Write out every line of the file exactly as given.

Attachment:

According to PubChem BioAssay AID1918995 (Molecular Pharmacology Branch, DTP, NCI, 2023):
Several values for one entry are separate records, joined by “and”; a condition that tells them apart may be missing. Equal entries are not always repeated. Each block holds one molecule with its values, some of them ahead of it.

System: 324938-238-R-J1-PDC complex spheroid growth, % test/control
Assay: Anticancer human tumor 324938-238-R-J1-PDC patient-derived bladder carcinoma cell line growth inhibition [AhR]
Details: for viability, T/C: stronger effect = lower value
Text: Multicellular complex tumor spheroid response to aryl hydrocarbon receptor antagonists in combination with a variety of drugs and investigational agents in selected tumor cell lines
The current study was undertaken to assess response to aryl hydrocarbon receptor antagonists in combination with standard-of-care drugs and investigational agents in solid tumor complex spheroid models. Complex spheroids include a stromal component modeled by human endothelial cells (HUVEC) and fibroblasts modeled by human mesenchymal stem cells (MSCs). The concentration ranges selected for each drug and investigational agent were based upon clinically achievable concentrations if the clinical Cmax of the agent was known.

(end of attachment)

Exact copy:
According to PubChem BioAssay AID1918995 (Molecular Pharmacology Branch, DTP, NCI, 2023):
Several values for one entry are separate records, joined by “and”; a condition that tells them apart may be missing. Equal entries are not always repeated. Each block holds one molecule with its values, some of them ahead of it.

System: 324938-238-R-J1-PDC complex spheroid growth, % test/control
Assay: Anticancer human tumor 324938-238-R-J1-PDC patient-derived bladder carcinoma cell line growth inhibition [AhR]
Details: for viability, T/C: stronger effect = lower value
Text: Multicellular complex tumor spheroid response to aryl hydrocarbon receptor antagonists in combination with a variety of drugs and investigational agents in selected tumor cell lines
The current study was undertaken to assess response to aryl hydrocarbon receptor antagonists in combination with standard-of-care drugs and investigational agents in solid tumor complex spheroid models. Complex spheroids include a stromal component modeled by human endothelial cells (HUVEC) and fibroblasts modeled by human mesenchymal stem cells (MSCs). The concentration ranges selected for each drug and investigational agent were based upon clinically achievable concentrations if the clinical Cmax of the agent was known.